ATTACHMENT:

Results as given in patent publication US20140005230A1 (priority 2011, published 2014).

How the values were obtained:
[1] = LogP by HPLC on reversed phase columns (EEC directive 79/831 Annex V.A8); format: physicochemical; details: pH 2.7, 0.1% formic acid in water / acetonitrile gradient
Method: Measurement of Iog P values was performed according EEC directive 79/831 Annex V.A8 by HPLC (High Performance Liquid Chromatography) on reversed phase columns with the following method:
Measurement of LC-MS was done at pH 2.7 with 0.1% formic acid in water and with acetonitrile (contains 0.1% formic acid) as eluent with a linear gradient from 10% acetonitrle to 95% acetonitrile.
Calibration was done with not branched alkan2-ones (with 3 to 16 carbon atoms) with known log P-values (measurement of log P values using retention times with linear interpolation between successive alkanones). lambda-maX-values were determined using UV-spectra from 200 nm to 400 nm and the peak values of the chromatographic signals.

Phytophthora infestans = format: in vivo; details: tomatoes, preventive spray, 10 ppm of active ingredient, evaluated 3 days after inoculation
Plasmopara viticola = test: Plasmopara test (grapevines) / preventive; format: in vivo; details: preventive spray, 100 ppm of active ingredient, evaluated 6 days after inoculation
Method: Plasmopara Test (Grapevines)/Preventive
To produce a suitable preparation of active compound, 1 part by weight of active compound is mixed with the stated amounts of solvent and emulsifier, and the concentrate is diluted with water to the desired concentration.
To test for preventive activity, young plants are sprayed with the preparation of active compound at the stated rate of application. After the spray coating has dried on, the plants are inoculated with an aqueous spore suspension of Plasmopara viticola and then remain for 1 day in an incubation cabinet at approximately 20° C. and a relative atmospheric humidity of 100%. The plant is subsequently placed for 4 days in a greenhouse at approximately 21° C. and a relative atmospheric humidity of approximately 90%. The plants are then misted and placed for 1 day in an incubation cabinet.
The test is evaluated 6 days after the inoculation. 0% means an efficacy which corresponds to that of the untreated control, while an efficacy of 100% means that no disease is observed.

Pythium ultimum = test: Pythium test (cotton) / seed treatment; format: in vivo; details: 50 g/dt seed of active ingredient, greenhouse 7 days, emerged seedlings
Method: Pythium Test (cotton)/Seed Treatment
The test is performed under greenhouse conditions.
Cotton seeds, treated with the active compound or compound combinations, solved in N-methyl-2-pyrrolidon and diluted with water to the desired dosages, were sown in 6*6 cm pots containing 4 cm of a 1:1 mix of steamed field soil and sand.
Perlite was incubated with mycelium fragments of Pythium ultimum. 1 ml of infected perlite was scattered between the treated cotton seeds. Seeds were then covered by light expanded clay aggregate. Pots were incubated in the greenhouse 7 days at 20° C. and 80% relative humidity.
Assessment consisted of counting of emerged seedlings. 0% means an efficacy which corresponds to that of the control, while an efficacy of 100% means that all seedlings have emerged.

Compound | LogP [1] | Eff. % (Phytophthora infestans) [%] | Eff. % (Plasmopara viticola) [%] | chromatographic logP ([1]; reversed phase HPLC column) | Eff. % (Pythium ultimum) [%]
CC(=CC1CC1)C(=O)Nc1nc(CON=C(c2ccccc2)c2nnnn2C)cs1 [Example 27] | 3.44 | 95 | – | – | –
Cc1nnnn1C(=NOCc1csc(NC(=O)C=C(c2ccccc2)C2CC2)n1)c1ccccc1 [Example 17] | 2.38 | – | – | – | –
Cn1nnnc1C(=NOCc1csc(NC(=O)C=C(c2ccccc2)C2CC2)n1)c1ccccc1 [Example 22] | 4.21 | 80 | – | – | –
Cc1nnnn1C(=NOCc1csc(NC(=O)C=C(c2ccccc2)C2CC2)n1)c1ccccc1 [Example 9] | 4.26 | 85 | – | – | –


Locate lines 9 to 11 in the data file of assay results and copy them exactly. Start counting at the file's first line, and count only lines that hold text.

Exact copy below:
Method: Plasmopara Test (Grapevines)/Preventive
To produce a suitable preparation of active compound, 1 part by weight of active compound is mixed with the stated amounts of solvent and emulsifier, and the concentrate is diluted with water to the desired concentration.
To test for preventive activity, young plants are sprayed with the preparation of active compound at the stated rate of application. After the spray coating has dried on, the plants are inoculated with an aqueous spore suspension of Plasmopara viticola and then remain for 1 day in an incubation cabinet at approximately 20° C. and a relative atmospheric humidity of 100%. The plant is subsequently placed for 4 days in a greenhouse at approximately 21° C. and a relative atmospheric humidity of approximately 90%. The plants are then misted and placed for 1 day in an incubation cabinet.